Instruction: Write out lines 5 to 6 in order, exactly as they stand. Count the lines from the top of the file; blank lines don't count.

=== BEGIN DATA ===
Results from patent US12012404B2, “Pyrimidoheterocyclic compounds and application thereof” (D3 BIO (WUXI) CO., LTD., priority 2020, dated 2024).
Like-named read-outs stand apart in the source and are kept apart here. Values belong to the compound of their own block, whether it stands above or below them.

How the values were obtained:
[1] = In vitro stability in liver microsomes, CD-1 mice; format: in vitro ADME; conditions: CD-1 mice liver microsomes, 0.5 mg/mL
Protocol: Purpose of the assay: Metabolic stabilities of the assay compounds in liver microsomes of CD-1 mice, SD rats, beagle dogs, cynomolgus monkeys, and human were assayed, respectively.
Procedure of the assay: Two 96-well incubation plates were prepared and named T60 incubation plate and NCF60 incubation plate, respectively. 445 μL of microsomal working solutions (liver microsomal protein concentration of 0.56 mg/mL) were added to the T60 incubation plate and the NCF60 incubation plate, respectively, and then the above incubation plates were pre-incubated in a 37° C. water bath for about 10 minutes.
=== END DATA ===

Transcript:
Protocol: Purpose of the assay: Metabolic stabilities of the assay compounds in liver microsomes of CD-1 mice, SD rats, beagle dogs, cynomolgus monkeys, and human were assayed, respectively.
Procedure of the assay: Two 96-well incubation plates were prepared and named T60 incubation plate and NCF60 incubation plate, respectively. 445 μL of microsomal working solutions (liver microsomal protein concentration of 0.56 mg/mL) were added to the T60 incubation plate and the NCF60 incubation plate, respectively, and then the above incubation plates were pre-incubated in a 37° C. water bath for about 10 minutes.